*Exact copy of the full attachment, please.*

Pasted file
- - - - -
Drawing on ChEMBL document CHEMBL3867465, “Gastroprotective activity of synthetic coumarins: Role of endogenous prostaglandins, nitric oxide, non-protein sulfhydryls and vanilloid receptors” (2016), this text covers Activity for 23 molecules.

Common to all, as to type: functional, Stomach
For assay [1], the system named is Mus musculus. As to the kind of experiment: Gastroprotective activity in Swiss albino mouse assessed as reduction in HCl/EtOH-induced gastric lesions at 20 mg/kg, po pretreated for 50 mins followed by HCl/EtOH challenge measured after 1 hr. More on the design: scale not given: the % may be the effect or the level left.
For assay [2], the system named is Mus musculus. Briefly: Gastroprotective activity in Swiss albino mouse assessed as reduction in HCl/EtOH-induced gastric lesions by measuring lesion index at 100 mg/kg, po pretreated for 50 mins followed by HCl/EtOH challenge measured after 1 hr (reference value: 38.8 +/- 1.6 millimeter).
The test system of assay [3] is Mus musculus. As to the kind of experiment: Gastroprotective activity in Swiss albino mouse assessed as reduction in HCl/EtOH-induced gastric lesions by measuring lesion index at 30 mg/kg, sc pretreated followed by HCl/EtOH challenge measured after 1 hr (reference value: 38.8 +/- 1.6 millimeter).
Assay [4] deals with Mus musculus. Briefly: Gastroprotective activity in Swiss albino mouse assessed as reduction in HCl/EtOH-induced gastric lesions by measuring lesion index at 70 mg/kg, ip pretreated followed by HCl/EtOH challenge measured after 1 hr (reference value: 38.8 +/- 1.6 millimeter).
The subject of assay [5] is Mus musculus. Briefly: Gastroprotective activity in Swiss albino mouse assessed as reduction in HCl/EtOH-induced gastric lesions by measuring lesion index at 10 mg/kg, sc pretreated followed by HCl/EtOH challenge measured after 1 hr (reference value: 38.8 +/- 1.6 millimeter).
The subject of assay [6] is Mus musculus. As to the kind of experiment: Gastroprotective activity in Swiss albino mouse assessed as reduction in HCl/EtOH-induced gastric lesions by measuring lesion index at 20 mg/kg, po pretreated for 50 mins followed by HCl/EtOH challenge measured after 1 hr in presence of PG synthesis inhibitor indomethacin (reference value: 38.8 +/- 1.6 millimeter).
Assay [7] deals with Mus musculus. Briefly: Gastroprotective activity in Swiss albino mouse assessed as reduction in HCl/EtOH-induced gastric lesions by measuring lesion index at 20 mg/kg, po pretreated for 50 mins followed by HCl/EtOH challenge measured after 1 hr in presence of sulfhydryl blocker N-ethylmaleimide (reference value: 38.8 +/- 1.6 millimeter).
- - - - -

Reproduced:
Drawing on ChEMBL document CHEMBL3867465, “Gastroprotective activity of synthetic coumarins: Role of endogenous prostaglandins, nitric oxide, non-protein sulfhydryls and vanilloid receptors” (2016), this text covers Activity for 23 molecules.

Common to all, as to type: functional, Stomach
For assay [1], the system named is Mus musculus. As to the kind of experiment: Gastroprotective activity in Swiss albino mouse assessed as reduction in HCl/EtOH-induced gastric lesions at 20 mg/kg, po pretreated for 50 mins followed by HCl/EtOH challenge measured after 1 hr. More on the design: scale not given: the % may be the effect or the level left.
For assay [2], the system named is Mus musculus. Briefly: Gastroprotective activity in Swiss albino mouse assessed as reduction in HCl/EtOH-induced gastric lesions by measuring lesion index at 100 mg/kg, po pretreated for 50 mins followed by HCl/EtOH challenge measured after 1 hr (reference value: 38.8 +/- 1.6 millimeter).
The test system of assay [3] is Mus musculus. As to the kind of experiment: Gastroprotective activity in Swiss albino mouse assessed as reduction in HCl/EtOH-induced gastric lesions by measuring lesion index at 30 mg/kg, sc pretreated followed by HCl/EtOH challenge measured after 1 hr (reference value: 38.8 +/- 1.6 millimeter).
Assay [4] deals with Mus musculus. Briefly: Gastroprotective activity in Swiss albino mouse assessed as reduction in HCl/EtOH-induced gastric lesions by measuring lesion index at 70 mg/kg, ip pretreated followed by HCl/EtOH challenge measured after 1 hr (reference value: 38.8 +/- 1.6 millimeter).
The subject of assay [5] is Mus musculus. Briefly: Gastroprotective activity in Swiss albino mouse assessed as reduction in HCl/EtOH-induced gastric lesions by measuring lesion index at 10 mg/kg, sc pretreated followed by HCl/EtOH challenge measured after 1 hr (reference value: 38.8 +/- 1.6 millimeter).
The subject of assay [6] is Mus musculus. As to the kind of experiment: Gastroprotective activity in Swiss albino mouse assessed as reduction in HCl/EtOH-induced gastric lesions by measuring lesion index at 20 mg/kg, po pretreated for 50 mins followed by HCl/EtOH challenge measured after 1 hr in presence of PG synthesis inhibitor indomethacin (reference value: 38.8 +/- 1.6 millimeter).
Assay [7] deals with Mus musculus. Briefly: Gastroprotective activity in Swiss albino mouse assessed as reduction in HCl/EtOH-induced gastric lesions by measuring lesion index at 20 mg/kg, po pretreated for 50 mins followed by HCl/EtOH challenge measured after 1 hr in presence of sulfhydryl blocker N-ethylmaleimide (reference value: 38.8 +/- 1.6 millimeter).